# Cleaning address line data sent to couriers API

I've developed a client library to integrate with a couriers shipping API. The courier only accepts a limited set of characters for addresses, so I've created a helper class to strip out invalid characters and optionally replace them (with for example a ?).

public static class StringCleaner
{
private static readonly char[] ValidCharacters =
{
' ', '#', '&', '\'', '(', ')', '+', ',', '-', '.', '/',
'0', '1', '2', '3', '4', '5', '6', '7', '8', '9',
':', '?', '@',
'A', 'B', 'C', 'D', 'E', 'F', 'G', 'H', 'I', 'J', 'K', 'L', 'M', 'N',
'O', 'P', 'Q', 'R', 'S', 'T', 'U', 'V', 'W', 'X', 'Y', 'Z',
'[', ']', '_', '',
'a', 'b', 'c', 'd', 'e', 'f', 'g', 'h', 'i', 'j', 'k', 'l', 'm', 'n',
'o', 'p', 'q', 'r', 's', 't', 'u', 'v', 'w', 'x', 'y', 'z',
'{', '|', '}', '~',
};

public static string CleanString(string stringToClean, string replacement = "")
{
int length = stringToClean.Length;
var newString = new StringBuilder();
for (var i = 0; i < length; i++)
{
if (ValidCharacters.Contains(stringToClean[i]))
{
newString.Append(stringToClean[i]);
}
else
{
newString.Append(replacement);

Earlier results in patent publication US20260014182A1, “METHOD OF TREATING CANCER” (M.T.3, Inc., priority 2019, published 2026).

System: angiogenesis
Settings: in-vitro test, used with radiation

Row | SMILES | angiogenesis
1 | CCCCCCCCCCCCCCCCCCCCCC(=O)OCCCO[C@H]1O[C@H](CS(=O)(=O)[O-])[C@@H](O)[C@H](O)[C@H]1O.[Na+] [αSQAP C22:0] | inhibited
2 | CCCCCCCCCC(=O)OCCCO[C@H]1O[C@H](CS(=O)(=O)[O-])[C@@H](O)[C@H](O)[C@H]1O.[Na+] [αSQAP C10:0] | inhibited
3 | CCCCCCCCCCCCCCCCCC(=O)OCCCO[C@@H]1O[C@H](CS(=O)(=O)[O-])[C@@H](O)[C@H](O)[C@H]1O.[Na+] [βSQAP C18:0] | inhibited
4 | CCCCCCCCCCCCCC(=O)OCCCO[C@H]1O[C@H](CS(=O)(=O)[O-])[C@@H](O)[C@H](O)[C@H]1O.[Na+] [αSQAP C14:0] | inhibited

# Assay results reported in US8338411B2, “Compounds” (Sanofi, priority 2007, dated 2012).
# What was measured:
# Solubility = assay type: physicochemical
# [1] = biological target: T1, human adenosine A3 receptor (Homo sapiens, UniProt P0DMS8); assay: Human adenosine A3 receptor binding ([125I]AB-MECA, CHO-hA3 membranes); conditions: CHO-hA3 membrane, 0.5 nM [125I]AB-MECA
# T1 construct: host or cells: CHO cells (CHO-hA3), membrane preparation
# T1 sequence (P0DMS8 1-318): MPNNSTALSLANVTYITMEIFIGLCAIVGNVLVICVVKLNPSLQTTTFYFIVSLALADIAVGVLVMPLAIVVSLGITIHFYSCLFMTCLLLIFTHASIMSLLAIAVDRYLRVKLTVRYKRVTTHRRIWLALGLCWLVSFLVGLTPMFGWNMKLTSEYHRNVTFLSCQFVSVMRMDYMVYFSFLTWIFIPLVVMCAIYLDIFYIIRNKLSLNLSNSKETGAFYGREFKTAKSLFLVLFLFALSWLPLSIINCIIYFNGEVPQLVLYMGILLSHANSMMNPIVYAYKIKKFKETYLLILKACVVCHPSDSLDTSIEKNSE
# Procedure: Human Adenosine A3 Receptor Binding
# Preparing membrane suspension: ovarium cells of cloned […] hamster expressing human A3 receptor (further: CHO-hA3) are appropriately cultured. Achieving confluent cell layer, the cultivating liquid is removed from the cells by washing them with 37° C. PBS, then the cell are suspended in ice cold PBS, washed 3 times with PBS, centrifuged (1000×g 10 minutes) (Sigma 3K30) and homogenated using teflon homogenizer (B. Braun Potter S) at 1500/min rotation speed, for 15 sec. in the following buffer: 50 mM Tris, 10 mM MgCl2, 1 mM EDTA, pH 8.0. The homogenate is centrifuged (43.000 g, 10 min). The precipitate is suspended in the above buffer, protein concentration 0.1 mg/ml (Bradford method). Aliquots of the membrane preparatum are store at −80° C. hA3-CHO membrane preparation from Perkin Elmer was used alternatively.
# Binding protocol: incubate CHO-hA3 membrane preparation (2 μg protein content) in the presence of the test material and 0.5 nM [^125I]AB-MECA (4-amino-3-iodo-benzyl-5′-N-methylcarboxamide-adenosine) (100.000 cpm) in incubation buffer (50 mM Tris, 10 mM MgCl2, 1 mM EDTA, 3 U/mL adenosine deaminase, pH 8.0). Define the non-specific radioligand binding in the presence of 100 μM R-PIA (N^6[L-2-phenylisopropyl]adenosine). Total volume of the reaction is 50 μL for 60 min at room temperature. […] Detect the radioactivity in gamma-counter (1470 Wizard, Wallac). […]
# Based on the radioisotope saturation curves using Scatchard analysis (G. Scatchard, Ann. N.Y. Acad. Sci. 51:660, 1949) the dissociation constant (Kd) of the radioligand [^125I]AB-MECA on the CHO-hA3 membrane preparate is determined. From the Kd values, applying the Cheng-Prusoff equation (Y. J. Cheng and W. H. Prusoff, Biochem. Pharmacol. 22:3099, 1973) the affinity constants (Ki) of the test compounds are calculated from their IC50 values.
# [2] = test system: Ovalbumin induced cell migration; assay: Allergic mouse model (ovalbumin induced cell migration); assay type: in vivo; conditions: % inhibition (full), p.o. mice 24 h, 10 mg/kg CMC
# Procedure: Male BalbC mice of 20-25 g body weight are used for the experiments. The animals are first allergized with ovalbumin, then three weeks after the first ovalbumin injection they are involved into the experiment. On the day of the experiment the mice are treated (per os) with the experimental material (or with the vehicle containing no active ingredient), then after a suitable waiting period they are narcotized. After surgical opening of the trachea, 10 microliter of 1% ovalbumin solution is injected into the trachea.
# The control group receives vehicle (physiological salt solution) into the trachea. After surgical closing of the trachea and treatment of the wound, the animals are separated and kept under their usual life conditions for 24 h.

}
}

return newString.ToString();
}
}

• Use a hashset for O(1) lookup – paparazzo Mar 29 '18 at 15:39
• If this code is to deal with addresses from non-English speaking countries (and even in UK, you have Welsh, Irish, Gaelic), replacing everything you consider invalid with a single symbol is not a great idea. For example, few years back I lived on street named Křížová, and once got a letter addressed to "K ov 17" -- kudos to the post office for deciphering that, but I wouldn't rely on that. A better approach would be just stripping the accents -- for example ICU provides methods to perform such transformations (and more). – Dan Mašek Mar 30 '18 at 16:12

First I'd think about names. Isn't Clean() enough for a method inside a class named StringCleaner? Do you need to repeat String?

Still in the prototype you should consider that you're iterating char but replacement is a string. It might be (or not) something to consider, it depends on your requirements.

More about char and string: you're iterating char (which is an UTF-16 code unit). UTF-16 is not fixed size then you're breaking for code points which are not encoded as a single code unit. More about Unicode: not every character is a single code point: you're breaking for surrogates. String might be (or not) normalized, do you need to take care about it? One grapheme may be represented using two or more code points: think about, for example, ộ Vietnamese character. You may read How can I perform a Unicode aware character by character comparison?